“I’m from Santurce,” he says. “And being back in Puerto Rico managing this team is a dream come true.”
His lineup this afternoon is a mix of young players hoping to get to the big leagues and veterans who’ve been there. Felipe Lopez, another former Nat, is playing second base.
Javier Castellano, the Crabbers’ media director, and I have seats behind the Crabbers’ dugout, which gives us a great view of the field and, in the distance, the cloud-covered mountains in El Yunque, Puerto Rico’s tropical rain forest. “We get a lot of rainouts,” says Javier, who orders a round of Medallas, the island’s favorite beer, and we settle in to watch the game.
Santurce scores first, then Caguas jumps in front. The lead swings back and forth until the Crabbers get two late-inning runs and manage a dramatic pickoff in the top of the ninth for their second win in a row.
With salsa music blaring over the PA system, Santurce players file into the cramped clubhouse to celebrate with black beans and rice. The postgame menu isn’t exactly major league, but nobody’s complaining.
GOING TO CULEBRA
The Crabbers’ next home game is in three days. That leaves plenty of time for a trip to Culebra, says Irina. According to a couple we talked to at dinner last night, the tiny island has the best beaches in Puerto Rico.
“I’ve already found a place for us to stay,” Irina says. “Right on the water.”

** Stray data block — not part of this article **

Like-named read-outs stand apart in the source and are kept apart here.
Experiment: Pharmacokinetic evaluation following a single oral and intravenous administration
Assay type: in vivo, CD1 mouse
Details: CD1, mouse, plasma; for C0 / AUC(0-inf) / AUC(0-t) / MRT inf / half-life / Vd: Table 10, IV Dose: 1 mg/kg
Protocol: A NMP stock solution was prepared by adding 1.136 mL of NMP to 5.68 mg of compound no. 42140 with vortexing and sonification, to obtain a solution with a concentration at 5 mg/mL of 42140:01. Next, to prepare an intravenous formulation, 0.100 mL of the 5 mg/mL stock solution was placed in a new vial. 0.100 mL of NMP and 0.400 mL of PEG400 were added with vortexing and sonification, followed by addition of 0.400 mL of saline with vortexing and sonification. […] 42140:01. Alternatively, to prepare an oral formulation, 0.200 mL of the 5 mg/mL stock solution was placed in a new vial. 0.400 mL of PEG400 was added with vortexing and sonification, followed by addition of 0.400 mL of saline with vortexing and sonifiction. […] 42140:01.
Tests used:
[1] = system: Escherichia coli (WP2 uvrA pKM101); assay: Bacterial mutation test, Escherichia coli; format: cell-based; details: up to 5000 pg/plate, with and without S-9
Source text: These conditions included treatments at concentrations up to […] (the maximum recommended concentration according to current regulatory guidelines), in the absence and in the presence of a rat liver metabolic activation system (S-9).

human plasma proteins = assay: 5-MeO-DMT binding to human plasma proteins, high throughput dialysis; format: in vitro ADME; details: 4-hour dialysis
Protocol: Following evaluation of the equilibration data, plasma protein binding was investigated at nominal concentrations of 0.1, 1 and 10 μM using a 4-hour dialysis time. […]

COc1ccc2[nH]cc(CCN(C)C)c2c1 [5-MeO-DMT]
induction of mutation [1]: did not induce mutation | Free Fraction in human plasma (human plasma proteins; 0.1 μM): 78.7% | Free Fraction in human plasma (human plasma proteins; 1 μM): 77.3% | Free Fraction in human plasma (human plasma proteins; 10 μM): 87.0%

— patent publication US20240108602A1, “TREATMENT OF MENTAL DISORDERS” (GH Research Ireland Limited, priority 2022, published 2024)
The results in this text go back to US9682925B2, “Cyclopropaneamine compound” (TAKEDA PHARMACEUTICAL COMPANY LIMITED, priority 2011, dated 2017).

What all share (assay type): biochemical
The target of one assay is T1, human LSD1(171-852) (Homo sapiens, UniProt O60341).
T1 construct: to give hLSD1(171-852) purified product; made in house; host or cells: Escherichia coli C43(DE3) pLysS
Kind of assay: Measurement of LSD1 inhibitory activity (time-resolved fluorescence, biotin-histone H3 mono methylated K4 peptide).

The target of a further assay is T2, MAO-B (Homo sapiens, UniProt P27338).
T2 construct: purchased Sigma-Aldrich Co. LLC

By noon we’re on the high-speed catamaran ferry from Fajardo that makes the trip east in less than an hour.
Culebra is a little bigger than an 18-hole golf course, with a handful of bars, restaurants and a dozen guesthouses. The main attraction, though, is its pristine beaches. The one everybody on the boat recommends is Flamenco. We check in at Villa Boheme and, despite my vote for a siesta, head straight to the beach.
Centuries ago, Culebra was a favorite hideout for Caribbean pirates who plied their trade in these waters. Today, the island could be the ultimate getaway, with Flamenco the closest thing to a deserted beach I’ve ever seen. When we arrive, the only other living creatures in sight are two chickens nesting under a palm tree.
It turns out that our host at Villa Boheme, Rico Rossy, is a retired big league ballplayer, which isn’t that unusual in Puerto Rico. Rossy, however, measures his time in the majors not in years but innings. He was a utility infielder who bounced from the Atlanta Braves to the Kansas City Royals to the Seattle Mariners. In 1999, his last pro season, he played for Santurce.
“Good defense, but I never had a chance to prove myself at the plate” is how he accounts for his .211 lifetime batting average.
Baseball was fun while it lasted, he says, as he steers his boat east toward an even smaller island, Culebrita, for a morning of swimming with sea turtles. Culebrita, population zero until the three of us drop anchor, is a mini jungle. The surrounding coral reefs, Irina reports between dives, are full of colorful marine life. I stay in the boat talking baseball with Rossy and imagining what a temptation Puerto Rico must have been for Columbus and his crew when they discovered these islands in 1493. The urge to jump ship and stay must have been hard to resist.